As discussed on the latest episode of Point of Inquiry (stream, download), Eli Kintisch's Hack the Planet isn't the only book just out on this subject. There is also How to Cool the Planet by Jeff Goodell, author of Big Coal and a writer for Rolling Stone.
This in and of itself is a phenomenon--the two books were clearly racing each other and ended up coming out at about the same time. The question is, is that timing right?
I have no doubt we are going to have a big public debate about geoengineering at some point in the future. At that time, one or both of these books could be considered essential reading.
However, thus far, neither seems to be having its big publishing breakout moment. Indeed, neither has any reviews yet on Amazon.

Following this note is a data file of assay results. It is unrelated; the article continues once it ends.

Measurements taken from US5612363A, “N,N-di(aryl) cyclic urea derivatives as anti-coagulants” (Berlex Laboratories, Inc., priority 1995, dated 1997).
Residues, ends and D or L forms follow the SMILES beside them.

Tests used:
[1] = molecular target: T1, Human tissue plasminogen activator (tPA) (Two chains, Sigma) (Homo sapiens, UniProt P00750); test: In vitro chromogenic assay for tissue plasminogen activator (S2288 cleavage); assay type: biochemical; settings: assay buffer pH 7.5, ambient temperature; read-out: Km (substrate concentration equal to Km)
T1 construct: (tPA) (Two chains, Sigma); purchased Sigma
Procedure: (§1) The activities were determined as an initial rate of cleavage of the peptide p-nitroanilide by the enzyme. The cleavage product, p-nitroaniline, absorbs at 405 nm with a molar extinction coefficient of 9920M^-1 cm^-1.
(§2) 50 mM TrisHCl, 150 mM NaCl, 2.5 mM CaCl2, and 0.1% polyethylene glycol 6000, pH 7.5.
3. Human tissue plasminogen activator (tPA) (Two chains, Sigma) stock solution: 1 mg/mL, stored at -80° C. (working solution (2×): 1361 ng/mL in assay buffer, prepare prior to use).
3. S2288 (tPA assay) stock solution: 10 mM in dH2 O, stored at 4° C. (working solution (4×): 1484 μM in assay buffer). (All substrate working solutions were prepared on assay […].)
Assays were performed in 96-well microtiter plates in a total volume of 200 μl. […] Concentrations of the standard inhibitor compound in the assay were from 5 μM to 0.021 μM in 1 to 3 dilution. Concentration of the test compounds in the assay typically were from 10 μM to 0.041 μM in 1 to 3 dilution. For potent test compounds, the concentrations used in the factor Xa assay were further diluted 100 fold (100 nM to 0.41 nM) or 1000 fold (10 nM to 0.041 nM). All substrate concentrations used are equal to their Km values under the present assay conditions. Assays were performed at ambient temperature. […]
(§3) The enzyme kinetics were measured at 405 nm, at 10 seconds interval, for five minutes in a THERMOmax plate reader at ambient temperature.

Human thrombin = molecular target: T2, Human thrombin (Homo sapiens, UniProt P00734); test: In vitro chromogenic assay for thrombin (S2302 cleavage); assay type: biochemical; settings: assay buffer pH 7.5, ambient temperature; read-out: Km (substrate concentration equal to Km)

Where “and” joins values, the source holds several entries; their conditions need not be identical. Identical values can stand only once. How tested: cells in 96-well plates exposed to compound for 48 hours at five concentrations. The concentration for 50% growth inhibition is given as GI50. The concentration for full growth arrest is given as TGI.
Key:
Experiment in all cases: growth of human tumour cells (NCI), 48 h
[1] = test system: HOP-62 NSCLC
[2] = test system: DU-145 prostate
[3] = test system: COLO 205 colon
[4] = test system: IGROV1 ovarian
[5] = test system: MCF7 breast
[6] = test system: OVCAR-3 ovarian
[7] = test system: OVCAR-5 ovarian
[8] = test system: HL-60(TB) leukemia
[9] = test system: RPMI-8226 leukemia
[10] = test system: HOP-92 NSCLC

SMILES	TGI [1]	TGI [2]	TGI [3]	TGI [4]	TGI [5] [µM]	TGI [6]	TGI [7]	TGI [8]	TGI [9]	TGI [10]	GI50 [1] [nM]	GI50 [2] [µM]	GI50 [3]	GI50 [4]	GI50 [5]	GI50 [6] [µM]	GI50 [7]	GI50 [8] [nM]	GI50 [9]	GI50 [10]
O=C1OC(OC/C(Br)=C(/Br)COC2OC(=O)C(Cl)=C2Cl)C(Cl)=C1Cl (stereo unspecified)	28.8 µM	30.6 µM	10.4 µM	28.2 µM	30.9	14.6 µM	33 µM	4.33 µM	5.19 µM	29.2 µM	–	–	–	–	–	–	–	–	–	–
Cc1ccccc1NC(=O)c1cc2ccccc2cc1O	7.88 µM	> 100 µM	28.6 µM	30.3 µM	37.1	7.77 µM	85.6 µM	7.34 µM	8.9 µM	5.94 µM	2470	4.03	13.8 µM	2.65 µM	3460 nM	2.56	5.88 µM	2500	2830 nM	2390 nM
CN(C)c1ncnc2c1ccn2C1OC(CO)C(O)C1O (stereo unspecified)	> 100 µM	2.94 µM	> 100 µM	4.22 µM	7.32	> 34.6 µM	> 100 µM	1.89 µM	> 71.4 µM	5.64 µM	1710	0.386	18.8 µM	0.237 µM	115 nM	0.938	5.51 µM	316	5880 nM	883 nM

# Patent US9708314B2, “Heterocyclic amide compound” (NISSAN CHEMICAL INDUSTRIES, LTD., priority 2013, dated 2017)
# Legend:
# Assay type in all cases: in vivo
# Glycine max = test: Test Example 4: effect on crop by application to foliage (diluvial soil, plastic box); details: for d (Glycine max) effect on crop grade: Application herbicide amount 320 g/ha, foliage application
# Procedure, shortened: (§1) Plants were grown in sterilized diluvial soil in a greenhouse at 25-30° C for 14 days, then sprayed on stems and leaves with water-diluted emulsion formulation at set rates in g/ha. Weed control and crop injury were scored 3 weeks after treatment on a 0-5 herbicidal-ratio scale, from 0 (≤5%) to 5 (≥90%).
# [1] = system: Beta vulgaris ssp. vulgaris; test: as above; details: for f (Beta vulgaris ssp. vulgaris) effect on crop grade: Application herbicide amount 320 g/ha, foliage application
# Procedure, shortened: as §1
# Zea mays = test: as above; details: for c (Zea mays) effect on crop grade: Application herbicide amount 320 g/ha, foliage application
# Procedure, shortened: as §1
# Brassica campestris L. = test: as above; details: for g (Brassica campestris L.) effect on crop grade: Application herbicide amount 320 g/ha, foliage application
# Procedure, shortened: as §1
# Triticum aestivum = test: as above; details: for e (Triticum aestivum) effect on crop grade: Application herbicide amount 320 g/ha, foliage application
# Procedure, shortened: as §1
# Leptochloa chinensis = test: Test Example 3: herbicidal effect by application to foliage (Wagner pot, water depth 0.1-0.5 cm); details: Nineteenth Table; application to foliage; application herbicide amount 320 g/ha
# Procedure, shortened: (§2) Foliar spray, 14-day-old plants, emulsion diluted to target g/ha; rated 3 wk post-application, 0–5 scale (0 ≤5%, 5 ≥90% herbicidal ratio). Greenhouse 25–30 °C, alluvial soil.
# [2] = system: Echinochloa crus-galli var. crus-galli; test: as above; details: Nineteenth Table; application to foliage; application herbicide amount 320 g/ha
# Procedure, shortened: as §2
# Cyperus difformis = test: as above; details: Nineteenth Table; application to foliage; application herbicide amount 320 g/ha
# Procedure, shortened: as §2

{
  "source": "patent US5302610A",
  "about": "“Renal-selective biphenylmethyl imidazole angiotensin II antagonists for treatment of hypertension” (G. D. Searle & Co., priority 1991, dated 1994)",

I myself can't speak to the books' comparative quality: I was only sent, and have only read, Kintisch's, and it's excellent. For all I know, Goodell's is equally worthy. If you're interested, I recommend that you buy both of them.
But you are not the general public. And as we've learned, 97 percent of Americans have no clue what geoengineering even is. They all ought to be reading these books, but the subject has not been put on their radar yet. So that is a challenge for both authors.
Another thing that I discussed with Kintisch on the latest episode of Point of Inquiry (stream, download),was the idiocy of certain rightwing embraces of geoengineering, by folks who don't even seem to believe in climate change. In particular, we discussed the SuperFreakonomics authors, who essentially embarrassed themselves on this subject, and misrepresented a leading climate and geoengineering scientist (Ken Caldeira)--but sold lots and lots of books.
In my view, it would be really tragic if Kintisch's and Goodell's books fail to receive a wide readership, so that instead, the reading public gets its ideas about geoengineering from the Superfreaks.